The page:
I learn a lot about compassion and the real lives of persons with chronic illness from conversations on Twitter, on Facebook, and from lurking in support groups for various conditions. Usually, I joined the group when I myself was misdiagnosed with some condition, as part of my own rare disease journey (although mine turns out not to be so terribly rare, just rarely diagnosed). There are a lot of these groups, countless ones. Even just looking for chronic pain groups on Facebook, there are easily close to 100 of them! In these groups (and on Twitter, and in other social media spaces), something that comes up almost every day are stories of someone who went to the emergency room, and was unable to get the care they believed they needed and deserved because they were assumed to be a) drug seeking; b) attention seeking; c) misrepresenting their symptoms; d) liars; e) mental health patients (which is too often interpreted as not a credible reporter, or the pain “is all in your head”); f) that they don’t really have the condition they say they have; g) … well, it goes on and on.

Yesterday, in one of these support groups, someone alerted the rest of the group to a blogpost written last week by an emergency room nurse that has taken off in a rather viral way. And it is spreading. People are sharing the post to other support groups. Patients are up in arms. They are complaining to her employer. They’ve phoned her supervisor. They are filing official complaints. It’s all a nasty piece of business. Meanwhile, the nurse in question posted the link to her own Facebook page in a jocular way, with public viewing permissions, and various healthcare colleagues and friends have gone to town with it, joking, sending virtual high-fives, and sharing it. Widely. Lots of comments and around 50 shares. The blogpost itself has, as of this writing, well over 115,000 views, according to the counter on the page. Just to make it even more … awkward, the blogpost itself and the comments on the Facebook post both imply that this was written while the nurse was on duty at her job, as triage nurse in the Emergency Room.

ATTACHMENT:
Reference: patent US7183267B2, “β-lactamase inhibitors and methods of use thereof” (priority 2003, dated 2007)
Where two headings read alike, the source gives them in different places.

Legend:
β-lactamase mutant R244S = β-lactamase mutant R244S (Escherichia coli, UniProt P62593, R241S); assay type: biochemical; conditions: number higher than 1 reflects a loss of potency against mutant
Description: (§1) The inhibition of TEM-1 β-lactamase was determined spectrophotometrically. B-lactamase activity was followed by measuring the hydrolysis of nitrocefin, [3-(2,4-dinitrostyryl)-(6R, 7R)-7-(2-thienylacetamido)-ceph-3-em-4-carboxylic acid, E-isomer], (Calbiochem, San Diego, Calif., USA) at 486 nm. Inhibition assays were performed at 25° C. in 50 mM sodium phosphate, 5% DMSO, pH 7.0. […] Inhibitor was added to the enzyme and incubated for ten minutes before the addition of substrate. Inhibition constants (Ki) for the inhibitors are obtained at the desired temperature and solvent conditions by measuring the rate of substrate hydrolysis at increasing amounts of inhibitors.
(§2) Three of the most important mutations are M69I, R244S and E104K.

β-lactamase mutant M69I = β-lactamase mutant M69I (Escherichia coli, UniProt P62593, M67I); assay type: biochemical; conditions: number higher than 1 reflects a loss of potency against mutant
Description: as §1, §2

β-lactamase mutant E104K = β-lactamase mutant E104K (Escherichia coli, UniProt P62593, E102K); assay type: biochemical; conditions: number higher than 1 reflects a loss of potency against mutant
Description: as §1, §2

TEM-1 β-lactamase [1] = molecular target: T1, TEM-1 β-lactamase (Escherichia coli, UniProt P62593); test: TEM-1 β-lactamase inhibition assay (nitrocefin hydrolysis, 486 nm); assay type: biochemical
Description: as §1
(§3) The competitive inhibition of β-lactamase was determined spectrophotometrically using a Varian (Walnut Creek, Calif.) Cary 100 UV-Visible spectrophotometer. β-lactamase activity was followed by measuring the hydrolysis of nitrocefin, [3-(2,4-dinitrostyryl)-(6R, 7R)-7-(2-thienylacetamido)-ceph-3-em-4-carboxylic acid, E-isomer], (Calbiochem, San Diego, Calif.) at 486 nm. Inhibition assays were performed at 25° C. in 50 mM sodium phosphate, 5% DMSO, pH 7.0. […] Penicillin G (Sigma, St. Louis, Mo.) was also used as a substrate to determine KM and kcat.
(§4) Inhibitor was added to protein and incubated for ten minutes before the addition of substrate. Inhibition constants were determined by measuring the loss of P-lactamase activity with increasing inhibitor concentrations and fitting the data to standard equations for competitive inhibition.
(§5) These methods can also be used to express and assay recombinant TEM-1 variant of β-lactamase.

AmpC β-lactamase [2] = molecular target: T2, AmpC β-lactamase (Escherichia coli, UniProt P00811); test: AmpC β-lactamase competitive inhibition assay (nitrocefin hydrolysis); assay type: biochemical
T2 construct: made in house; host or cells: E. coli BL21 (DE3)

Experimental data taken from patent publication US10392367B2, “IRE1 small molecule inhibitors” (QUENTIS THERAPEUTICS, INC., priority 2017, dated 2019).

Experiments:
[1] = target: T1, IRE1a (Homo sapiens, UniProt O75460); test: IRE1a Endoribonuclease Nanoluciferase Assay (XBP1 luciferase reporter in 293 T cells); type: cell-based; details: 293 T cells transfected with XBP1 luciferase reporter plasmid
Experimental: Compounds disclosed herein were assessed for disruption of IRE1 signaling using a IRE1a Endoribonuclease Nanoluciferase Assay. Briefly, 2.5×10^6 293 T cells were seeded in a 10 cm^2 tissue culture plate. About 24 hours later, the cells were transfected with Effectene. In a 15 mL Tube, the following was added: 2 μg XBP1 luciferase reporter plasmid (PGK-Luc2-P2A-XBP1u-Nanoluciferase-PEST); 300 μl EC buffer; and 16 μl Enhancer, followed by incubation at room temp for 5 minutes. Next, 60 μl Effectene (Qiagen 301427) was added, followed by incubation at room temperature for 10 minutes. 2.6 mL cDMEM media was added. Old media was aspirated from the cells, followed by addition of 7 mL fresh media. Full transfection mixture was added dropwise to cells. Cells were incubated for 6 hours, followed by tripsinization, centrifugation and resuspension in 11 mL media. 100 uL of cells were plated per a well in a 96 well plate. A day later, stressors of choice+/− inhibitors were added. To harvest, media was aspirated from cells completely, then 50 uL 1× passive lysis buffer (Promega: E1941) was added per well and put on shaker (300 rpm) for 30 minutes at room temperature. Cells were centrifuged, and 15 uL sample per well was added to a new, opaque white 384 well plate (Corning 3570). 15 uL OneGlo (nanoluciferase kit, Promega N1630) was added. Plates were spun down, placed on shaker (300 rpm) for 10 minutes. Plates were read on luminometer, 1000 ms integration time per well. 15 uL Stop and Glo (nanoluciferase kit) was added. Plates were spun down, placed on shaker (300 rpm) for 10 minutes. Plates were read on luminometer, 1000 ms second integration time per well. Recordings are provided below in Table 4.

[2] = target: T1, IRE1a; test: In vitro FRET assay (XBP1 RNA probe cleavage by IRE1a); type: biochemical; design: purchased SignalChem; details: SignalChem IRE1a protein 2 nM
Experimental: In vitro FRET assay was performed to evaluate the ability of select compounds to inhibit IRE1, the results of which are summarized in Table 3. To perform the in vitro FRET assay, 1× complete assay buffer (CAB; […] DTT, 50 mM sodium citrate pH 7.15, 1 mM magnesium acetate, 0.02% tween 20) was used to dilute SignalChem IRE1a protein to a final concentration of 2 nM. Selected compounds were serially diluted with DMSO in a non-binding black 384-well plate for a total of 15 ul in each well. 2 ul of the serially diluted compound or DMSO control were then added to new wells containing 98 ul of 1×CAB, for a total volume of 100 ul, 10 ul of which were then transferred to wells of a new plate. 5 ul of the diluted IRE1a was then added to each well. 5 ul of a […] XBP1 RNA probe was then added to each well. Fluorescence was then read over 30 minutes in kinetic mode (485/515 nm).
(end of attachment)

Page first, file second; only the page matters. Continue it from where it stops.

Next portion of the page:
trauma blur
Trauma Blur, by Mike Beck

OK, brace yourself. Here’s the post that has the patient communities so upset, and the nursing community so entertained.

Wainwright-Morrison, Kimberley. Confessions of an ER Nurse: This is probably your fault, not mine. Feb. 23, 2015. http://www.kimberlywainwright-morrison.com/413380011/2549810/posting/confessions-of-an-er-nurse-this-is-probably-your-fault-not-mine